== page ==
would like to quote from an unpublished letter by Edith Wharton.
Where can I get permission to do so?
Permission to quote from unpublished materials or to quote extensively
from published materials must be requested from the Watkins-Loomis
133 East 35th Street
New York, NY 10016
telephone 1 212 352 0080, fax 1 212 889 0596.
recall reading a quotation in which Edith Wharton compared a woman's
life to a house full of rooms. Where can I find that in her
This is from "The Fulness of Life" (part II) (December 1893) and
is available online in the Early
Stories of Edith Wharton, vol. 2. In the story, a woman dies
and reflects on her marriage as she talks about her life with the
Spirit of Life. The question also appears on the Student
Queries 2000 page. Here is the relevant passage from the story:
"You have hit upon the exact word; I was fond of him, yes, just
as I was fond of my grandmother, and the house that I was born in, and
my old nurse. Oh, I was fond of him, and we were counted a very
happy couple. But I have sometimes thought that a woman's nature
is like a great house full of rooms: there is the hall, through which
everyone passes in going in and out; the drawing- room, where one
receives formal visits; the sitting-room, where the members of
the family come and go as they list; but beyond that, far beyond, are
other rooms, the handles of whose doors perhaps are never turned; no
one knows the way to them, no one knows whither they lead; and
in the innermost room, the holy of holies, the soul sits alone
and waits for a footstep that never comes."
"And your husband," asked the Spirit, after a pause, "never got
beyond the family sitting-room?"
"Never," she returned, impatiently; "and the worst of it was that he
was quite content to remain there. He thought it perfectly beautiful,
and sometimes, when he was admiring its commonplace furniture,
insignificant as the chairs and tables of a hotel parlor, I felt
like crying out to him: 'Fool, will you never guess that close
at hand are rooms full of treasures and wonders, such as the eye
of man hath not seen, rooms that no step has crossed, but that
might be yours to live in, could you but find the handle of the
any of Edith Wharton's homes still standing, and where can I find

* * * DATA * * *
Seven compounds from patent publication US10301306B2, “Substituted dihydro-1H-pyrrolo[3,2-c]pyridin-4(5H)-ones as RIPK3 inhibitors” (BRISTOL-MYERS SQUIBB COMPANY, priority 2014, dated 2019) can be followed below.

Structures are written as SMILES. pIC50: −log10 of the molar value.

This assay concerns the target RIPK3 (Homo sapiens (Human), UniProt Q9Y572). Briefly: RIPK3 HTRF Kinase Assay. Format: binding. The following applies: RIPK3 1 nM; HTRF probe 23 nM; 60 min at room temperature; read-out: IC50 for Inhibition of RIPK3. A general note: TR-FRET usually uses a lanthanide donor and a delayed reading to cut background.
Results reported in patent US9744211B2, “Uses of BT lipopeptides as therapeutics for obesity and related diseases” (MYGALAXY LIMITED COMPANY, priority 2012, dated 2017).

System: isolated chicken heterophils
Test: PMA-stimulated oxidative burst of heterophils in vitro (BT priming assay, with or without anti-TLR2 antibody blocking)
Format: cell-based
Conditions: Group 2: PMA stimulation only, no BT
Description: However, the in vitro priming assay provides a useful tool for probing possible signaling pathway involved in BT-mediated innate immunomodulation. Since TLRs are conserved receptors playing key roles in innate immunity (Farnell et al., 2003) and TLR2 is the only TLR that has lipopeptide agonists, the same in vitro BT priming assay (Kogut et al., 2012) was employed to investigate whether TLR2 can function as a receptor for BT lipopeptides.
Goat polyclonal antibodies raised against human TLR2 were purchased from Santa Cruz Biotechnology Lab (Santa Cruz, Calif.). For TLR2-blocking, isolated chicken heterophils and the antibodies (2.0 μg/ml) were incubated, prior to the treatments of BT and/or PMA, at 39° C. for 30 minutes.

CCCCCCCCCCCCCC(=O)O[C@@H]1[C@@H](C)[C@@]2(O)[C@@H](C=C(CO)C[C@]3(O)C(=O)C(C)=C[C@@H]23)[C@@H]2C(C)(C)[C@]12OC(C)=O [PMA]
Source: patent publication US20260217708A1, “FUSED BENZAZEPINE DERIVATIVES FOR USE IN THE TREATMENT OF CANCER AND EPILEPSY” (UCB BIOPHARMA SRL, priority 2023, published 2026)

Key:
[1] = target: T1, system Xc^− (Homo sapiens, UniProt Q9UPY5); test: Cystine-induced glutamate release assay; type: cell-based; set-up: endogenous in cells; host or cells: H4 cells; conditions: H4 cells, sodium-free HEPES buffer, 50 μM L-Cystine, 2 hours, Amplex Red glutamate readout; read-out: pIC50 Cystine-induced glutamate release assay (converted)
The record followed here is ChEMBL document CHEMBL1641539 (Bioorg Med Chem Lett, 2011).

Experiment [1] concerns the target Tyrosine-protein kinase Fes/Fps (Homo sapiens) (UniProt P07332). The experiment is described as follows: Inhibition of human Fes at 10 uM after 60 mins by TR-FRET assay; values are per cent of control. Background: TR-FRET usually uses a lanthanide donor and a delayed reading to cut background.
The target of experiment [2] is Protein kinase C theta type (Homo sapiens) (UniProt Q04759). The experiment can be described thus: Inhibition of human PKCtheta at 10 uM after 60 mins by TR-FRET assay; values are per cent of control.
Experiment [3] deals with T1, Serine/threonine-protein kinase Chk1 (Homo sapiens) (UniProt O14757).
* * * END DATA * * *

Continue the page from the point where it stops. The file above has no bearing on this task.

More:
||Several of the homes and places associated with Edith Wharton are
still standing; some are privately owned, but others can be toured. Here
is a brief list.
The Mount. One of the most
famous of Wharton's homes is The Mount near Lenox, Massachusetts. It
is still standing and is on the National Register of Historic Places. Pictures
and directions are available from the website at http://www.edithwharton.org.Directions
for getting to The Mount are available at http://www.edithwharton.org/contact.html
You can also read about The Mount at The
Mount: Edith Wharton and the American Renaissance.
Boston. Although Wharton did not live in Boston, Edward (Teddy)
Wharton was born there, and the couple stayed with his mother at her
house at 127 Beacon Street (Lewis 71) on several occasions. When their
marriage began to dissolve, Teddy Wharton rented an apartment in Boston.
New York City Grace Church: Broadway and 11th Street (Edith Wharton was christened
there).[Grace Church continues to be one of New York City's most beautiful
buildings at 800-804 Broadway.--JN] From the New
York Times (9/12/2004):
14 W. 23rd St.--EW's family returned to this house when she was
10 years old, after several years in Europe. [14 W. 23rd Street is
still standing, though much altered--it's now the home of Scott's Fifth
28 W. 25th street--home of Lucretia Jones, EW's mother, after the
death of EW's father in 1882. The wedding breakfast was held
for Edith and Teddy Wharton at this house. [28 W. 25th Street is no
longer there; an office building has replaced it. But just down the
block from it, at 15 W. 25th, is the St. Sava Serbian Orthodox Cathedral--which
is what Trinity Chapel has been since 1943. (It looks somewhat more
like a cathedral than a chapel.)--JN]
From the New
York Times (9/12/2004):
One of our members from NYC has said that the New York Public Library
has some good information about EW sites in the city. Thanks to Jim
Naureckas of New
York Songlines for the following information about the buildings
"The Jones family house on 23rd Street was altered repeatedly
and is now unrecognizable outside. The house at 28 West 25th Street
was demolished, but anyone who seeks to recapture a touch of Edith
Wharton's New York should still visit the south side of the street,
west of Broadway, where she lived with her mother until her marriage
From there the young Edith Jones looked across the street to
what is now the Serbian Orthodox Church of St. Sava, at 15 West
25th Street. In 1885 it was Trinity Chapel, and it was there she